News Releases

Three Yearling Whooping Cranes Complete Interrupted Northward Migration, While Another Crane is Located After Months MIA

Three yearling whooping cranes that had been trying to make their way “home” since March finally returned to Wisconsin after three months in central, west-central and southwestern Michigan. Cranes 3, 12 and 16 of the Whooping Crane Eastern Partnership’s Class of 2003, arrived in central Wisconsin on July 26 and were discovered near Necedah National Wildlife Refuge on July 28. They had last been seen in Berrien County, Mich.

At the same time, a 2-year old whooping crane, introduced during the 2002 project year, was confirmed in south-central Michigan, foraging with a group of sandhill cranes. Crane number 1-02 had been unaccounted for since April 5. She departed northward from her wintering location in Lake County, Fla., on April 6.

The rare cranes are part of an effort being carried out by the Whooping Crane Eastern Partnership (WCEP) to reintroduce this endangered species to the eastern half of North America, which was a portion of its historic range.

Cranes 3-03, 12-03 and 16-03 followed ultralight aircraft on their first southward migration last fall. They departed from their winter home at Chassahowitzka NWR in Florida on March 30, intent on retracing the migration route they had learned, and arriving at their summer training grounds at Wisconsin’s Necedah NWR. However, the three, along with five flockmates, encountered human interference and poor weather, which took them well east of their intended destination. After spending time in northern Ohio, the eight cranes split into two groups and flew into Michigan.

The three recently returned cranes; two females and a male, were last reported in Berrien County in the southwestern corner of Michigan on July 23. Biologists believe passing cold front—and the propensity of the two females to wander—may have contributed to the group’s ability to finally circumvent Lake Michigan by flying around its south shore.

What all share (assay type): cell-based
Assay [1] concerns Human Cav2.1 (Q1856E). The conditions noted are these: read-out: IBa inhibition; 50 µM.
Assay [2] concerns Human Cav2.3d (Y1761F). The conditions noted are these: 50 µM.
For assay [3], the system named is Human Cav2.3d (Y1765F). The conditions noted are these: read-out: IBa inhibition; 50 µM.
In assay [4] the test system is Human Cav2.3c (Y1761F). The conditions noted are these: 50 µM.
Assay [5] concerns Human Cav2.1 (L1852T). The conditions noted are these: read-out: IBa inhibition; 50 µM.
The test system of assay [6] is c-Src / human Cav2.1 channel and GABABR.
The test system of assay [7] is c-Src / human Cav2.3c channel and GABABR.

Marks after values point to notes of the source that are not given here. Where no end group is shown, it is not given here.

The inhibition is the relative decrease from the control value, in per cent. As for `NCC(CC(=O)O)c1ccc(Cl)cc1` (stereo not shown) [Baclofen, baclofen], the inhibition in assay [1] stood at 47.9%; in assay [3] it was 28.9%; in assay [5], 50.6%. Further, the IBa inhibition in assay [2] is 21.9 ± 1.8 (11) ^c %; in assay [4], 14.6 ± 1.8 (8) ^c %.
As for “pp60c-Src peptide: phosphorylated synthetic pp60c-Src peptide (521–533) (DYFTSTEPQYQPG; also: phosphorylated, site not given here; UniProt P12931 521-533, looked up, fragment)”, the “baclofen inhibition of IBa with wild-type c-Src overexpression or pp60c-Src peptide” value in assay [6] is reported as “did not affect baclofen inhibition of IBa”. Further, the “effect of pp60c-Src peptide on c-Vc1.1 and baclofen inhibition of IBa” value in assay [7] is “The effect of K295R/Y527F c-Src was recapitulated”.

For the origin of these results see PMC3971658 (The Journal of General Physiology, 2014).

Local residents observed crane 1-02 foraging with a group of sandhill cranes. WCEP trackers will work with local partners and volunteers to monitor her behavior and location.

The remains of one of the other Michigan cranes, number 19-03, were discovered in west-central Michigan on July 30 at the cranes roost location. Biologists speculate that number 19 was killed by a coyote or other predator. Its remains will be examined by wildlife forensics experts to determine the exact cause of death.

Led by Operation Migration pilots, the Whooping Crane Eastern Partnership has conducted three ultralight-guided whooping crane migrations since 2001, and as a result there are now 35 wild whooping cranes in eastern North America.

WCEP asks anyone who encounters a whooping crane in the wild to please give them the respect and distance they need and deserve. Do not approach birds on foot within 600 feet; where possible remain in your vehicle; do not approach in a vehicle within 600 feet or, if on a public road, within 300 feet. Also, please remain concealed and do not speak loudly enough that the birds can hear you. Finally, please do not trespass on private property in an attempt to view these whooping cranes.

Project staff from the International Crane Foundation and the U.S. Fish and Wildlife Service track and monitor northbound and southbound whooping cranes in an effort to learn as much as possible about their unassisted migrations, and the habitat choices they make along the way. The Wisconsin Department of Natural Resources assists the two agencies in monitoring the birds while at their summer locations.

WCEP founding members:
International Crane, Foundation
Operation Migration, Inc.

Wisconsin Department of Natural Resources
 
U.S. Fish and Wildlife Service

U.S. Geological Survey’s Patuxent Wildlife Research Center
 and National Wildlife Health Center
International Whooping Crane Recovery Team
National Fish and Wildlife Foundation

Natural Resources Foundation of Wisconsin

Many other flyway states, provinces, private individuals and conservation groups have joined forces with and support WCEP by donating resources, funding and personnel. More than 60 percent of the project’s estimated $1.8 million budget comes from private sources in the form of grants, public donations and corporate sponsors.